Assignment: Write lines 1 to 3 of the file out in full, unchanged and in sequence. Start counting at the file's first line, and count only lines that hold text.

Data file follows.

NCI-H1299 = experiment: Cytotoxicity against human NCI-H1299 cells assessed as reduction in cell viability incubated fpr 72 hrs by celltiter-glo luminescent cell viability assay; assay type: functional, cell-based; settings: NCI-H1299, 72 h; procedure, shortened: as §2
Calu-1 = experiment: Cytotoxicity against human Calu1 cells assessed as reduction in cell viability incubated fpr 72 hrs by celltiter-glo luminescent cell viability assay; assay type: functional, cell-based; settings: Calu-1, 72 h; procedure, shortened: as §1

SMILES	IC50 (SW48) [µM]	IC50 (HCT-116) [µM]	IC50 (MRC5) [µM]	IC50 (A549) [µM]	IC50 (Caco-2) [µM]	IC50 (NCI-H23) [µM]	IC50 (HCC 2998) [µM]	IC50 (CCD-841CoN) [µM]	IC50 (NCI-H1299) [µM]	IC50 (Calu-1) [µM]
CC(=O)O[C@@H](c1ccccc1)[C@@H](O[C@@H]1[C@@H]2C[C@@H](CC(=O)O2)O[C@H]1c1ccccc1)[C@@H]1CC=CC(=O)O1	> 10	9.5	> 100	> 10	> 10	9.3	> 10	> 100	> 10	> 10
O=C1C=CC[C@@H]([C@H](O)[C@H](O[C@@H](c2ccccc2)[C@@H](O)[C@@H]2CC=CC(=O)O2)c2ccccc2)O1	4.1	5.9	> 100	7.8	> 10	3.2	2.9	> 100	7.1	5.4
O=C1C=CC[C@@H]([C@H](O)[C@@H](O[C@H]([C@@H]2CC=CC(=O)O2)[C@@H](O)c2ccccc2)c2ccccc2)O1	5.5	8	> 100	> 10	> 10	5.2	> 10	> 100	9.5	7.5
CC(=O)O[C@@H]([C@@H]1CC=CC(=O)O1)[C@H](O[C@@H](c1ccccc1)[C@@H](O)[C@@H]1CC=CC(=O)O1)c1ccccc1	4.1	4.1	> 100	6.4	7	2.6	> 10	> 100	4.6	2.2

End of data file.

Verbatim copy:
NCI-H1299 = experiment: Cytotoxicity against human NCI-H1299 cells assessed as reduction in cell viability incubated fpr 72 hrs by celltiter-glo luminescent cell viability assay; assay type: functional, cell-based; settings: NCI-H1299, 72 h; procedure, shortened: as §2
Calu-1 = experiment: Cytotoxicity against human Calu1 cells assessed as reduction in cell viability incubated fpr 72 hrs by celltiter-glo luminescent cell viability assay; assay type: functional, cell-based; settings: Calu-1, 72 h; procedure, shortened: as §1

SMILES	IC50 (SW48) [µM]	IC50 (HCT-116) [µM]	IC50 (MRC5) [µM]	IC50 (A549) [µM]	IC50 (Caco-2) [µM]	IC50 (NCI-H23) [µM]	IC50 (HCC 2998) [µM]	IC50 (CCD-841CoN) [µM]	IC50 (NCI-H1299) [µM]	IC50 (Calu-1) [µM]